Measurement of microbicide acceptability among U.S. adolescent girls

Mary B. Short, Michelle M. Perfect, Beth A. Auslander, Robert F. Devellis, Susan L. Rosenthal

Research output: Contribution to journalArticlepeer-review

12 Scopus citations


BACKGROUND AND OBJECTIVE: Topical microbicides will only be effective if they are acceptable to potential users. The purpose of this study is to develop a scale to evaluate characteristics and aspects of topical microbicides that are important to adolescent girls. STUDY DESIGN: Girls (n = 207) completed a questionnaire on perceptions of microbicide-like products. RESULTS: A principal components factor analysis with a varimax rotation produced a 6-factor solution. The mean factor scores suggested that girls saw the products positively. Age was positively correlated with "comparison to condoms" and "comfort while using" factor scores and inversely correlated with "negative impact on interpersonal relationships" factor score. Sexually transmitted infection (STI) history was related to higher scores on the "health benefits" and "pleasure" factors. Age, race/ethnicity, and STI history were not related to the other factor scores. CONCLUSION: The current scale shows promise in assessment of microbicide acceptability, and in general, girls expressed positive views about microbicides.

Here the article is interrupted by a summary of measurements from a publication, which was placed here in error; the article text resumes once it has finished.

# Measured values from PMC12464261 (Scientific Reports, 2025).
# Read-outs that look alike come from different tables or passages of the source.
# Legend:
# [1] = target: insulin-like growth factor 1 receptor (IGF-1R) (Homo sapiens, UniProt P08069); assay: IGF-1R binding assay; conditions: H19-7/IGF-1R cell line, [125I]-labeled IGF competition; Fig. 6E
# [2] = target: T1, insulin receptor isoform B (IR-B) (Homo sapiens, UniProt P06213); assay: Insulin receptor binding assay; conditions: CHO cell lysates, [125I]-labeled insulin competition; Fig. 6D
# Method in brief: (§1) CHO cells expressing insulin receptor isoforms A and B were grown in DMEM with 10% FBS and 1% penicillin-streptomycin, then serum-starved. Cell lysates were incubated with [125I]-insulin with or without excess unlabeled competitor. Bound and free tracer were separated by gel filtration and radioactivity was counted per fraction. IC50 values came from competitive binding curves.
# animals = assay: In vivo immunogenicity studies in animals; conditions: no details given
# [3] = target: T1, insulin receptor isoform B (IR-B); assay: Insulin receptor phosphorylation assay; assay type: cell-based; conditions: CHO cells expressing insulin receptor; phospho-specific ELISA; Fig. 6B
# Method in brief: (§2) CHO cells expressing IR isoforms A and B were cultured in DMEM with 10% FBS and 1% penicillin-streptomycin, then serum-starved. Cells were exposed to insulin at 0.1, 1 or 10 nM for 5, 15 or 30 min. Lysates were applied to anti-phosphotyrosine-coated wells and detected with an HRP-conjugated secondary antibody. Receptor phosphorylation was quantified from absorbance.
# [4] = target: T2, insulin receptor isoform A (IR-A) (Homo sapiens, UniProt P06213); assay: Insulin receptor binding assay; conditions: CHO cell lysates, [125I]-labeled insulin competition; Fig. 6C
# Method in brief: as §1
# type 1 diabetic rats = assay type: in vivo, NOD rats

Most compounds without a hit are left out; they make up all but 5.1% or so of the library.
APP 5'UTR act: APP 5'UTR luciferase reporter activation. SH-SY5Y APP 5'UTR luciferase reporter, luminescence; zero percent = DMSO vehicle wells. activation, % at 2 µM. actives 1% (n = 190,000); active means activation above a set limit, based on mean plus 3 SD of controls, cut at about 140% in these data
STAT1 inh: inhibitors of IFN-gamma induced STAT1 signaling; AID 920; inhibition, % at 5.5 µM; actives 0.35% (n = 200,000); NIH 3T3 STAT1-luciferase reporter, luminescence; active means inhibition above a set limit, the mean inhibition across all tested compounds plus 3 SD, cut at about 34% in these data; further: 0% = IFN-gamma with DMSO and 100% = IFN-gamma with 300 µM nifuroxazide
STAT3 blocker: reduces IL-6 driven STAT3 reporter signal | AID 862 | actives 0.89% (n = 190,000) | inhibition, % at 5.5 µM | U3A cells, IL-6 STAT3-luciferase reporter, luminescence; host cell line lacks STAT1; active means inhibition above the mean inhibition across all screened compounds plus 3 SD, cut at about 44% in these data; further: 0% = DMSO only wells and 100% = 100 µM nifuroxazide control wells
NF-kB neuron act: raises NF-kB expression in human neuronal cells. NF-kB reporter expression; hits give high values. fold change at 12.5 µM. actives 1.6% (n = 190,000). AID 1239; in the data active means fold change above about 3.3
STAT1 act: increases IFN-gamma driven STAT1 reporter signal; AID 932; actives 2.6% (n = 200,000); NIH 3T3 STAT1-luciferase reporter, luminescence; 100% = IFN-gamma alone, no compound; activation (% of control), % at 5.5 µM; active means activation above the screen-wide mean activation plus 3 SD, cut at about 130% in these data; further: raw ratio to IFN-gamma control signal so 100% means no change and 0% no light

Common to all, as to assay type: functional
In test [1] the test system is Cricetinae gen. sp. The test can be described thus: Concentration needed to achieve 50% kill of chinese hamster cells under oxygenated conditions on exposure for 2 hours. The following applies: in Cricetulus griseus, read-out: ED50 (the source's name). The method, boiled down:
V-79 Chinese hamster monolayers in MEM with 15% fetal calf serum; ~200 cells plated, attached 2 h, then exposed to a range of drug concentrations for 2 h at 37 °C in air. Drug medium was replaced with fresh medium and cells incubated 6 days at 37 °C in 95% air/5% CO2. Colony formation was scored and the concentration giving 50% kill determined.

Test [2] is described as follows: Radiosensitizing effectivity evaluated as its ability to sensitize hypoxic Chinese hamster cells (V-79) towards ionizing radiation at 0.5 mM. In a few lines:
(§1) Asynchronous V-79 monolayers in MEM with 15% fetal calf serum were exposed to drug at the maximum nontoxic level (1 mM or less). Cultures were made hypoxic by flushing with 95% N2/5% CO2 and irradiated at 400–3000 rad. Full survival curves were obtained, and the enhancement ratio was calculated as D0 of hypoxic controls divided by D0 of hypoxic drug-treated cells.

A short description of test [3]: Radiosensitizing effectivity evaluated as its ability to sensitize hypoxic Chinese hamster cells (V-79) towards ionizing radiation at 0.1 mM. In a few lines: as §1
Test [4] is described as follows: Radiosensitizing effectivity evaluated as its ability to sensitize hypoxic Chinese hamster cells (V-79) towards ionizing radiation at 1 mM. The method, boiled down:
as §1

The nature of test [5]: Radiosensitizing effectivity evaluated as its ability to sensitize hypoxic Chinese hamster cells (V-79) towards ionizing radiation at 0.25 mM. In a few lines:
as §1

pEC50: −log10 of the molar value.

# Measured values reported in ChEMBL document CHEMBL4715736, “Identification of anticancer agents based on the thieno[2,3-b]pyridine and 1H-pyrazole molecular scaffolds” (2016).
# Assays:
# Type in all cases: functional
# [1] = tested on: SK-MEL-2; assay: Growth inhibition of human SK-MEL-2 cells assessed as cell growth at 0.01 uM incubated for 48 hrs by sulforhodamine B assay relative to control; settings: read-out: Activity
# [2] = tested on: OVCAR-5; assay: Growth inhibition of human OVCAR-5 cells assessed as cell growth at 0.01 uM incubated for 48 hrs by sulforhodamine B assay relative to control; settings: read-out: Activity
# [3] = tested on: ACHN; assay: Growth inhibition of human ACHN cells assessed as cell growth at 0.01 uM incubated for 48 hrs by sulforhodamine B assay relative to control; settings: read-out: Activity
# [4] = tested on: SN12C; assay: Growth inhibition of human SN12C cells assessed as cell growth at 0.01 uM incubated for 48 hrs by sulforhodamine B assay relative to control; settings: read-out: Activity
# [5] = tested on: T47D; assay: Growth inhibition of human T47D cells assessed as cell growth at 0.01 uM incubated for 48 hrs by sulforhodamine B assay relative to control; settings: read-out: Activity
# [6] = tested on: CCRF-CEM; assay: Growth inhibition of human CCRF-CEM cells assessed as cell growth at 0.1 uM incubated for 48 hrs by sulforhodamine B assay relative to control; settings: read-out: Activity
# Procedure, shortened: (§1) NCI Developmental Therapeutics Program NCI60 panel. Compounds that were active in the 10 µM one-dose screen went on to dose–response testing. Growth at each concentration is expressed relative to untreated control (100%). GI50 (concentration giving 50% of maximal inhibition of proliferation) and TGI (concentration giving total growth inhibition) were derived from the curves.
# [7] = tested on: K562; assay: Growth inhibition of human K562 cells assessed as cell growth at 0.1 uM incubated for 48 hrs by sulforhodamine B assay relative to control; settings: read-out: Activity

Original languageEnglish (US)
Pages (from-to)362-366
Number of pages5
JournalSexually Transmitted Diseases
Issue number6
StatePublished - Jun 2007

ASJC Scopus subject areas

  • Dermatology
  • Public Health, Environmental and Occupational Health
  • Microbiology (medical)
  • Infectious Diseases


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